Expounding on 2007's Grammy-nominated Back East and his growing jambase.com-friendly following, saxophonist Joshua Redman seemingly has new directions on his mind for Compass. Tracks such as "Uncharted," "Faraway," "March" and "Through the Valley" might hint at progression, but it's basically a lot more of his "shoot the piano player" experimentation.
Only two basses and drums join Redman's alto and tenor wailing, allowing much more empty space throughout. Enhancing tension on the fast and aura on the slow, the bare-bones instrumentation offers a fresh take on the likes of the Sonny Rollins or Dexter Gordon small combo projects of the mid-'60s.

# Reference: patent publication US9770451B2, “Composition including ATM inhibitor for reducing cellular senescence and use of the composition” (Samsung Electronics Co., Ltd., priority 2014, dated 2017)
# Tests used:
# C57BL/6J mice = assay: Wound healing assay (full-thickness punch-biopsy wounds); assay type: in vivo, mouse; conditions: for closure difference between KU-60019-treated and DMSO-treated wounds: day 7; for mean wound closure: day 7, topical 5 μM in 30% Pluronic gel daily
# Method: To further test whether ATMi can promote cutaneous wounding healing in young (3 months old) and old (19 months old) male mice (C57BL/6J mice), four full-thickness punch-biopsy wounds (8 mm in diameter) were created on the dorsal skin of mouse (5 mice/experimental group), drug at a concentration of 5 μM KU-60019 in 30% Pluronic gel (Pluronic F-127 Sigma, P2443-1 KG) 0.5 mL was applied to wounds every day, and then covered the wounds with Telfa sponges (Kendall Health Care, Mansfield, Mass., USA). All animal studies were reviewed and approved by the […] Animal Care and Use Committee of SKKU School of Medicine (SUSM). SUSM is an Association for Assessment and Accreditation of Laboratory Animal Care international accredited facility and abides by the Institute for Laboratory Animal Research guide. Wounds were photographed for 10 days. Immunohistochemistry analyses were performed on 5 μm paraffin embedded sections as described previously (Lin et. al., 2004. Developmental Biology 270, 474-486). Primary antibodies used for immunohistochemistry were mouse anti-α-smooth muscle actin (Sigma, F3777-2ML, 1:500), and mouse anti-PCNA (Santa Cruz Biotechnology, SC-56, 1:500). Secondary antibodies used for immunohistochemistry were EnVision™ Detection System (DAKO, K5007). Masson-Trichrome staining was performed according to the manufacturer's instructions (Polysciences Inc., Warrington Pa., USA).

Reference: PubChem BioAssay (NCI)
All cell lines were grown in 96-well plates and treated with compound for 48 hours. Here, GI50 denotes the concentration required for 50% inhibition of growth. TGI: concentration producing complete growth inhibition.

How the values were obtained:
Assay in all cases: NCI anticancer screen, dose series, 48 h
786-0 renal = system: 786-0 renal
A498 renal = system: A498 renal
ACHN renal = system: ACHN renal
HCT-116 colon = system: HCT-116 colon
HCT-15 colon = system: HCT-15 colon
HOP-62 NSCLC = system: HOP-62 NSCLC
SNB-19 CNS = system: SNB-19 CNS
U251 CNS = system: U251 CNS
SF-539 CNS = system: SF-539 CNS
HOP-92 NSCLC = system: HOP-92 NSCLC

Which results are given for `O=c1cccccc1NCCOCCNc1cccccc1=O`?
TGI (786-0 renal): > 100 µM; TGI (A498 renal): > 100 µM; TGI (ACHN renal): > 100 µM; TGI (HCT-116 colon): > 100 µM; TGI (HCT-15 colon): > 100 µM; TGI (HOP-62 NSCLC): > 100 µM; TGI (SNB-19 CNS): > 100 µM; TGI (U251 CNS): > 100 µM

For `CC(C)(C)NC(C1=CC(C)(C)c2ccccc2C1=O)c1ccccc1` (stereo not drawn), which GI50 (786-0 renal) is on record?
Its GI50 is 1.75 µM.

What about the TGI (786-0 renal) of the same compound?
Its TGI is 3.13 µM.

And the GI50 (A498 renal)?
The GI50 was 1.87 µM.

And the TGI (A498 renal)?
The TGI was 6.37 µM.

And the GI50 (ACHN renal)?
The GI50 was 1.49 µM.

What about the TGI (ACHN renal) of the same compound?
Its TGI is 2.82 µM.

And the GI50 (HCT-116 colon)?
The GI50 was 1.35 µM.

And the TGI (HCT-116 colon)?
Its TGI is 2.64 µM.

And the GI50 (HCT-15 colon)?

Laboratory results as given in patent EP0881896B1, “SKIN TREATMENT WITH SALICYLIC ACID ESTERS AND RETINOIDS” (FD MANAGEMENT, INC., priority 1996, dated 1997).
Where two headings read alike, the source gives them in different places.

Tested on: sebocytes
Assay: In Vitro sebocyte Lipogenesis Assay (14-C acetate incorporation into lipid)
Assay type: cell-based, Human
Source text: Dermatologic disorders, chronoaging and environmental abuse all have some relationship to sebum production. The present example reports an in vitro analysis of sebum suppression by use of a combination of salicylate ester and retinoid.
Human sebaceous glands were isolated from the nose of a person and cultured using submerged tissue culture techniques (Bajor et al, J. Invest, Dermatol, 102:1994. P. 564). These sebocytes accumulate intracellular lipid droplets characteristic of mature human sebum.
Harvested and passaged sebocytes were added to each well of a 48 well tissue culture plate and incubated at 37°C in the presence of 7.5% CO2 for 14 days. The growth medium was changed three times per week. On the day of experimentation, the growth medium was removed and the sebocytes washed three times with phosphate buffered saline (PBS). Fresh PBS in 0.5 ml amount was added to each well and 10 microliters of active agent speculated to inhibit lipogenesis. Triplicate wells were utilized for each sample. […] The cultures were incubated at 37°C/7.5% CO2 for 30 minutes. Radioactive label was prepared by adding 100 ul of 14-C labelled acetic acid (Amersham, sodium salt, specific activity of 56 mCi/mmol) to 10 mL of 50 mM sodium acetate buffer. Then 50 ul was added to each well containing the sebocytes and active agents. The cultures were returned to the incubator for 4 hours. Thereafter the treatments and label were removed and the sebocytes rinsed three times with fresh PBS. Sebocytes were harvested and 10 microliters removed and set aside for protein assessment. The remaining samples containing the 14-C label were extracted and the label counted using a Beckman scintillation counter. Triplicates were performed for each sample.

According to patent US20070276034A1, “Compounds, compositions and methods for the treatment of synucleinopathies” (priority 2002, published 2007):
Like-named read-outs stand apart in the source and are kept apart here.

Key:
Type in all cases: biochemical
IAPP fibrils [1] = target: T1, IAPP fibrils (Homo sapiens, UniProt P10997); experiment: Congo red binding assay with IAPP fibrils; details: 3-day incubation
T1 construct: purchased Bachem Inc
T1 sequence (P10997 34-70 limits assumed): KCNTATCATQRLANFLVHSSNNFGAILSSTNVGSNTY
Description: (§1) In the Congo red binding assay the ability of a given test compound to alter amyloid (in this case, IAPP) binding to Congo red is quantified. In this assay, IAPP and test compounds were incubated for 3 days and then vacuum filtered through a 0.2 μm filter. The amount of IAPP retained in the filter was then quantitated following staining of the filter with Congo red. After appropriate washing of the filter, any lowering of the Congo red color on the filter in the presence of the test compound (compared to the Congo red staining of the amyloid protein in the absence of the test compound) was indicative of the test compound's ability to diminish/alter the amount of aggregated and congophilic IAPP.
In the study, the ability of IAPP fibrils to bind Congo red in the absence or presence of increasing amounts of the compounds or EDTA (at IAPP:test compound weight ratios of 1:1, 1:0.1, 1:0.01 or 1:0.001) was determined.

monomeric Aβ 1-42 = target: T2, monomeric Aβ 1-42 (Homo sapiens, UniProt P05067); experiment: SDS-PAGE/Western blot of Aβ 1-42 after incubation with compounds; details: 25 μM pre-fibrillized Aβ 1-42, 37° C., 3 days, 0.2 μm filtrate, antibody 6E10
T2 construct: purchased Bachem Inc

And like those cats who could fuse swing with the jagged sound of the day, Redman imbues his bop with a modern smoothness. In turns spooky ("Ghost") and downright possessed (cutting loose much more than his usual disciplined self), it's that mournful tone on the ballads-light, fluid, breathless-that renders him not really of any musical time but his own.